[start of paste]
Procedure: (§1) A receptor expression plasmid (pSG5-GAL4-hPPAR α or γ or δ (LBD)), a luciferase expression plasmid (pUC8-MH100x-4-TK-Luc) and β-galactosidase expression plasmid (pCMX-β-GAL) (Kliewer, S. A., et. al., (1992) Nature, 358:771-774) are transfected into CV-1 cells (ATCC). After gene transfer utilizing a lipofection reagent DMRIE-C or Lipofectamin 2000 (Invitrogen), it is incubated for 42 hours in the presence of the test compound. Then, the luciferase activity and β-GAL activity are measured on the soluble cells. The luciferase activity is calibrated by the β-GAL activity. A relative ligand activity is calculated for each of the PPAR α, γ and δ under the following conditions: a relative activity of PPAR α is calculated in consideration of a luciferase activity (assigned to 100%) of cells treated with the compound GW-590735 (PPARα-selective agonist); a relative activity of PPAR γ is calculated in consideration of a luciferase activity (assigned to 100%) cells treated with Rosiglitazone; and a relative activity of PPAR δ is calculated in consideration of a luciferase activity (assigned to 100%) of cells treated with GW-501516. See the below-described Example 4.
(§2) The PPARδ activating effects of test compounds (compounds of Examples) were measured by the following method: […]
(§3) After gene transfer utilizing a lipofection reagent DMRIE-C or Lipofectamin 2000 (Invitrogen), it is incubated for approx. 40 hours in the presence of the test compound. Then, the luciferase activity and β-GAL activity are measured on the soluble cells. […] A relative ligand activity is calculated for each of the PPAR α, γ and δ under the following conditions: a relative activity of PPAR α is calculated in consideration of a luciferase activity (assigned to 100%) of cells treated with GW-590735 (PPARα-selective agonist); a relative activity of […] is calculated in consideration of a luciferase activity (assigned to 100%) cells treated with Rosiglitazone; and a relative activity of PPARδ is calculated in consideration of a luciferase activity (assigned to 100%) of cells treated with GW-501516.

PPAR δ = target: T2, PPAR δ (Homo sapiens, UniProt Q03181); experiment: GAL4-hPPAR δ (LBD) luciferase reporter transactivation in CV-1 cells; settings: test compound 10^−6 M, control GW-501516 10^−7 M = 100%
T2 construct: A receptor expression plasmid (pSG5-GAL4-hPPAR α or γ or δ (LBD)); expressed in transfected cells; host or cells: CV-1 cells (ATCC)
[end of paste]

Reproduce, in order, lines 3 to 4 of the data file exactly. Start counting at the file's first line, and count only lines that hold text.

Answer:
(§3) After gene transfer utilizing a lipofection reagent DMRIE-C or Lipofectamin 2000 (Invitrogen), it is incubated for approx. 40 hours in the presence of the test compound. Then, the luciferase activity and β-GAL activity are measured on the soluble cells. […] A relative ligand activity is calculated for each of the PPAR α, γ and δ under the following conditions: a relative activity of PPAR α is calculated in consideration of a luciferase activity (assigned to 100%) of cells treated with GW-590735 (PPARα-selective agonist); a relative activity of […] is calculated in consideration of a luciferase activity (assigned to 100%) cells treated with Rosiglitazone; and a relative activity of PPARδ is calculated in consideration of a luciferase activity (assigned to 100%) of cells treated with GW-501516.

PPAR δ = target: T2, PPAR δ (Homo sapiens, UniProt Q03181); experiment: GAL4-hPPAR δ (LBD) luciferase reporter transactivation in CV-1 cells; settings: test compound 10^−6 M, control GW-501516 10^−7 M = 100%